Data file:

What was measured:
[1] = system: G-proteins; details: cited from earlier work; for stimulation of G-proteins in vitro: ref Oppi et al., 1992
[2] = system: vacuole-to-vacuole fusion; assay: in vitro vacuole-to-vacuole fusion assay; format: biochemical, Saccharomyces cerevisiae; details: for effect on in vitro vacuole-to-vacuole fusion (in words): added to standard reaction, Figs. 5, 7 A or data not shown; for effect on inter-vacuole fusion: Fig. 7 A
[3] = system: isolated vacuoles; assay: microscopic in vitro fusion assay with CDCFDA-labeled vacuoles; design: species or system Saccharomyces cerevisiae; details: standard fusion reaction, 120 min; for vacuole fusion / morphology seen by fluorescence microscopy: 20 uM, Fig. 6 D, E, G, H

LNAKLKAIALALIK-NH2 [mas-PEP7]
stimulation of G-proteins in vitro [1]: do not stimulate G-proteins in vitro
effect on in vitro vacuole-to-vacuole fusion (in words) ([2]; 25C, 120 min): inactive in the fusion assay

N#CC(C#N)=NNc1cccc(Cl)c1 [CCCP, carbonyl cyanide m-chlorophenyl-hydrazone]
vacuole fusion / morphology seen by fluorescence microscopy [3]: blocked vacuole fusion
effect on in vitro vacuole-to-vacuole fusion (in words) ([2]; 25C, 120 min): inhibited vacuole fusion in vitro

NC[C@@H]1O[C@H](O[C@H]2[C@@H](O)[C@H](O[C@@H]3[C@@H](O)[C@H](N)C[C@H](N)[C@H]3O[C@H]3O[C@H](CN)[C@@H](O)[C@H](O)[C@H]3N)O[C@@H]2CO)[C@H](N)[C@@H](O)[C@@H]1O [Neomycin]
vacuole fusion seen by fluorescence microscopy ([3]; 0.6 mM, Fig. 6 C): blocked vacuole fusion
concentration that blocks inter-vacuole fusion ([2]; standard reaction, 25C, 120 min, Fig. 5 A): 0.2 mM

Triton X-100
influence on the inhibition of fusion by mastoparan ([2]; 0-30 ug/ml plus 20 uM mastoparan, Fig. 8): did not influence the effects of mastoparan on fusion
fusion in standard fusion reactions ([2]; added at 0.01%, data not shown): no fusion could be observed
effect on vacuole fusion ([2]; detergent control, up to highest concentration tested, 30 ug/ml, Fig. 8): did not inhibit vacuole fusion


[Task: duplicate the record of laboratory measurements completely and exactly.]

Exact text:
What was measured:
[1] = system: G-proteins; details: cited from earlier work; for stimulation of G-proteins in vitro: ref Oppi et al., 1992
[2] = system: vacuole-to-vacuole fusion; assay: in vitro vacuole-to-vacuole fusion assay; format: biochemical, Saccharomyces cerevisiae; details: for effect on in vitro vacuole-to-vacuole fusion (in words): added to standard reaction, Figs. 5, 7 A or data not shown; for effect on inter-vacuole fusion: Fig. 7 A
[3] = system: isolated vacuoles; assay: microscopic in vitro fusion assay with CDCFDA-labeled vacuoles; design: species or system Saccharomyces cerevisiae; details: standard fusion reaction, 120 min; for vacuole fusion / morphology seen by fluorescence microscopy: 20 uM, Fig. 6 D, E, G, H

LNAKLKAIALALIK-NH2 [mas-PEP7]
stimulation of G-proteins in vitro [1]: do not stimulate G-proteins in vitro
effect on in vitro vacuole-to-vacuole fusion (in words) ([2]; 25C, 120 min): inactive in the fusion assay

N#CC(C#N)=NNc1cccc(Cl)c1 [CCCP, carbonyl cyanide m-chlorophenyl-hydrazone]
vacuole fusion / morphology seen by fluorescence microscopy [3]: blocked vacuole fusion
effect on in vitro vacuole-to-vacuole fusion (in words) ([2]; 25C, 120 min): inhibited vacuole fusion in vitro

NC[C@@H]1O[C@H](O[C@H]2[C@@H](O)[C@H](O[C@@H]3[C@@H](O)[C@H](N)C[C@H](N)[C@H]3O[C@H]3O[C@H](CN)[C@@H](O)[C@H](O)[C@H]3N)O[C@@H]2CO)[C@H](N)[C@@H](O)[C@@H]1O [Neomycin]
vacuole fusion seen by fluorescence microscopy ([3]; 0.6 mM, Fig. 6 C): blocked vacuole fusion
concentration that blocks inter-vacuole fusion ([2]; standard reaction, 25C, 120 min, Fig. 5 A): 0.2 mM

Triton X-100
influence on the inhibition of fusion by mastoparan ([2]; 0-30 ug/ml plus 20 uM mastoparan, Fig. 8): did not influence the effects of mastoparan on fusion
fusion in standard fusion reactions ([2]; added at 0.01%, data not shown): no fusion could be observed
effect on vacuole fusion ([2]; detergent control, up to highest concentration tested, 30 ug/ml, Fig. 8): did not inhibit vacuole fusion